A little-known strength of the McGregor Library is its collection of early 19th-century American satirical prints, recently augmented by two rare etchings by William Charles. Around 1806 Charles emigrated from Scotland to the United States, where he helped to introduce the thriving British tradition of political caricature.  During the War of 1812 Charles issued a number of prints which vividly and humorously convey American popular opinion.  In A wasp taking a frolick, or a sting for Johnny Bull, Charles references the heroic naval engagements of the U.S.S. Wasp and Hornet during the war’s first months. The Hornet captured several British ships, and the Wasp also “stung” John Bull by capturing two British warships before surrendering to a far larger British vessel.

Lunsford Lane, The narrative of Lunsford Lane. 3rd ed. Boston: [Lunsford Lane], 1845. (A 1845 .L3, McGregor Endowment Fund, image by U.Va. Library Digitization Services)

The McGregor Library possesses an enviable collection of antebellum slave narratives, of which The narrative of Lunsford Lane, in its original printed wrappers, is a noteworthy example. Typically these narratives were self-published (as here) and sold for the author’s benefit while traveling the anti-slavery lecture circuit. Lane was born into slavery on a plantation near Raleigh, N.C., but his wife and growing family were owned by a different master.  With his owner’s tacit consent, Lane rented out his own labor so that he could establish a pipe and tobacco shop in Raleigh.  It thrived, in part because Lane was careful to maintain the appearance of being poor and uneducated.  Eventually Lane earned enough to purchase his freedom, open more businesses, and begin to emancipate his wife and children.  By 1840, however, Lane found himself the target of whites fearful that he was spreading abolitionist sentiments. Two years later he fled with his newly freed family to Boston.

Sneak Peek: the exhibition “Drawn From Life” opens January 22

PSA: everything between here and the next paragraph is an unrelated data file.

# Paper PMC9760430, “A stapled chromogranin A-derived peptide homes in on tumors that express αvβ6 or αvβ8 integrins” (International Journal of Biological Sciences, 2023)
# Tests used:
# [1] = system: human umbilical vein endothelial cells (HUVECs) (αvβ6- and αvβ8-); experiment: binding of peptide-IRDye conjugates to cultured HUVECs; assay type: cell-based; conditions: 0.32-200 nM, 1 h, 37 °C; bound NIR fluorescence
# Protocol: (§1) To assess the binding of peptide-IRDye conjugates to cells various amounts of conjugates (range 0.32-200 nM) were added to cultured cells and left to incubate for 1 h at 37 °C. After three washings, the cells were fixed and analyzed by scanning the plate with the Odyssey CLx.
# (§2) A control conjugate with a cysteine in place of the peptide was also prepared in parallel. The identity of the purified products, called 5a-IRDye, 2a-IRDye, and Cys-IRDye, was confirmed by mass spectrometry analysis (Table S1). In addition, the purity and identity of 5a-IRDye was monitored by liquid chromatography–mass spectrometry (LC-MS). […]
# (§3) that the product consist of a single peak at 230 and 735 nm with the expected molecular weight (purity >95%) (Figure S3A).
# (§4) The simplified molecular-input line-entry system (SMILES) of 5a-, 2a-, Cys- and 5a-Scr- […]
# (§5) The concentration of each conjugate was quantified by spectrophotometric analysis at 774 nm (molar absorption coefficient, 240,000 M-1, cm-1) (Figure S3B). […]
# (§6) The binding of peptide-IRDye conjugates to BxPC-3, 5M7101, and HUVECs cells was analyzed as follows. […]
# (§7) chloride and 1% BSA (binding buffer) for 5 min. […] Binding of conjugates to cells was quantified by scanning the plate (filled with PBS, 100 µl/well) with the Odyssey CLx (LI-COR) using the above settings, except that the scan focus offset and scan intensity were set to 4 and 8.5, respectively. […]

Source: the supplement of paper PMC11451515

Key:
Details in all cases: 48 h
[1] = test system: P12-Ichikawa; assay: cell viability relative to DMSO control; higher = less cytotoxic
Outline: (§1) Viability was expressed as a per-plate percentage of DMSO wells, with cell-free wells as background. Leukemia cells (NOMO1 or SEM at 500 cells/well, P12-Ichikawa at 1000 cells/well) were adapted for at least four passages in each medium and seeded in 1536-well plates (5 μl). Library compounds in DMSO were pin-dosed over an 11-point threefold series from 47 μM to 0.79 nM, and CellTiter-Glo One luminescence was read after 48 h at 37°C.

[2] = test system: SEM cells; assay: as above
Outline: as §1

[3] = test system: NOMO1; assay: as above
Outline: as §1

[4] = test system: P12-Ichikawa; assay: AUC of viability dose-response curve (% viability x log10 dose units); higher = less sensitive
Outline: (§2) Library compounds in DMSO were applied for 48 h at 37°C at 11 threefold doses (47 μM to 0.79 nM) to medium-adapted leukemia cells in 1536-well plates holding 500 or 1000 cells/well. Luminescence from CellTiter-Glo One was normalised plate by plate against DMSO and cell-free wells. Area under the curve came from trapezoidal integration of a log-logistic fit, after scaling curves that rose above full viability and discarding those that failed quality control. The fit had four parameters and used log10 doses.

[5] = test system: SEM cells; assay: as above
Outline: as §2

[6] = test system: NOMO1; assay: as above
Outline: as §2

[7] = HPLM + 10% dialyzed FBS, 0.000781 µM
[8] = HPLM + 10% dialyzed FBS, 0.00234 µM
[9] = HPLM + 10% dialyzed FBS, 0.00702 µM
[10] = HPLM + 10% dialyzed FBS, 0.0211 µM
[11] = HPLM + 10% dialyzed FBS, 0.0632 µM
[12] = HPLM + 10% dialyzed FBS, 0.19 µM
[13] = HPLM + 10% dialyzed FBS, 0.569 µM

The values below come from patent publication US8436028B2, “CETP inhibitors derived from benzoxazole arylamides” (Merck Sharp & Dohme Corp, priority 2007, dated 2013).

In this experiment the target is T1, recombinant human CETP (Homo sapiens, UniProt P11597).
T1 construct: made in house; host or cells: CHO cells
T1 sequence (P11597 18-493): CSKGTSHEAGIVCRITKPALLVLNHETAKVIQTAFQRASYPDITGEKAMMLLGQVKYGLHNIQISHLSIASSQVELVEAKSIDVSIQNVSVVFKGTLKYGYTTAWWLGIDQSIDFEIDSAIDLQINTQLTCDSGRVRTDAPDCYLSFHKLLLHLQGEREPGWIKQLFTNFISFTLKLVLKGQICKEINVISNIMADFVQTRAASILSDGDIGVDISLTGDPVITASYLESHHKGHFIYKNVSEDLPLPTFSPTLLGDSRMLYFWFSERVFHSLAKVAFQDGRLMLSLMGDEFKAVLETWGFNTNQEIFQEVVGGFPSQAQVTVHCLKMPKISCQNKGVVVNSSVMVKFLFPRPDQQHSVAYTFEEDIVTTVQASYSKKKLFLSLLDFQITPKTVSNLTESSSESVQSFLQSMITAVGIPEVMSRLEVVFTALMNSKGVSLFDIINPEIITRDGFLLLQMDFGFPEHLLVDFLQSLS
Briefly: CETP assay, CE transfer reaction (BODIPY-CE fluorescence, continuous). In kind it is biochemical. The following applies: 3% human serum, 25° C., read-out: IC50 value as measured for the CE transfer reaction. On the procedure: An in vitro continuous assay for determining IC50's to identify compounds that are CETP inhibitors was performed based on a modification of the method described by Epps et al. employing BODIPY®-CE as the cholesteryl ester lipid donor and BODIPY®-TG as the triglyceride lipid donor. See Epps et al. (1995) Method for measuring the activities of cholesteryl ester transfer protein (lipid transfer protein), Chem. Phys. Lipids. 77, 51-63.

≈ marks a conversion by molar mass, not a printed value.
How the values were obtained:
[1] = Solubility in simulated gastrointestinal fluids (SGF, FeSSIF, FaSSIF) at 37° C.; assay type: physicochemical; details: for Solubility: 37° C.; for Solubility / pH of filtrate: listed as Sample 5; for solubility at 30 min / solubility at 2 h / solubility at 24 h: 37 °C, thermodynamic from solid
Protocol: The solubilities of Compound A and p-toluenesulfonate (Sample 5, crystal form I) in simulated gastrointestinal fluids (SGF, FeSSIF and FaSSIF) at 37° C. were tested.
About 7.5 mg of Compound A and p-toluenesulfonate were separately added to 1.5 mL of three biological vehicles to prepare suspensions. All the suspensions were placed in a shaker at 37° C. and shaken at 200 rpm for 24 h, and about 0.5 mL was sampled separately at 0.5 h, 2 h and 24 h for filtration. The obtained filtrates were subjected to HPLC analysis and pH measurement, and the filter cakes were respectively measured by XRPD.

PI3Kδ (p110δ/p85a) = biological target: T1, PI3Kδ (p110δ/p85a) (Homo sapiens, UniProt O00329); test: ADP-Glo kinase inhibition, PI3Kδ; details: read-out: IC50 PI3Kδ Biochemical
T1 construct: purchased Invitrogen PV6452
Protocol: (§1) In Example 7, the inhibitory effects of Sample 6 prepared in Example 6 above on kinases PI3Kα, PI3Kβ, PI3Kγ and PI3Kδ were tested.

On Tuesday, January 22, visitors to the first floor of Harrison/Small will see a new set of materials on exhibition in the main gallery. We’re cutting mat board, writing labels, and measuring frames for “Drawn From Life: Collecting Cartoons and Caricatures.”  This 40-item exhibition reveals little-known gems–and some quirky treats–from across our collections, alongside a number of items loaned by Charlottesville resident John Francis.

John’s grandfather, Edward William Francis, became acquainted with a number of Britain’s leading commercial artists in the 1910s and 1920s;  he successfully requested cartoons, caricatures, and other small pieces of original art from major figures such as Heath Robinson and Harry Rountree, as well as lesser known artists who are unknown today. John inherited the resulting collection, which features many of the genres, styles, and themes that dominated the era known as the “Golden Age” of cartooning. We’ve selected complementary items from our holdings, including other works by the same artists, periodicals and books in which similar work is to be found, and other original art from the same era.

Come to the exhibition to learn more about how Edward William Francis gathered together his specimens and how Special Collections has built its own holdings in this varied field over the course of many decades. Until then, here are some samples to tempt you:

Unidentified artist, “Rheims,” ca. 1918. (Collection of John Francis.)

A detail from Oscar Cesare’s “Making the World Safe For Autocracy,” ca. 1917-1918. (MSS 4101. Image by Special Collections staff.) White ink shows final edits to this section of the much larger cartoon, revealing that the word “socialist” has been replaced by the world “radical.”

Harry Rountree, “The Horse–the noblest of all animals!,” undated. (Collection of John Francis.)

Detail from Peggy Bacon, “The Country Girl Who Decides to Be an Artist,” undated. (MSS 6442. Image by Special Collections staff.)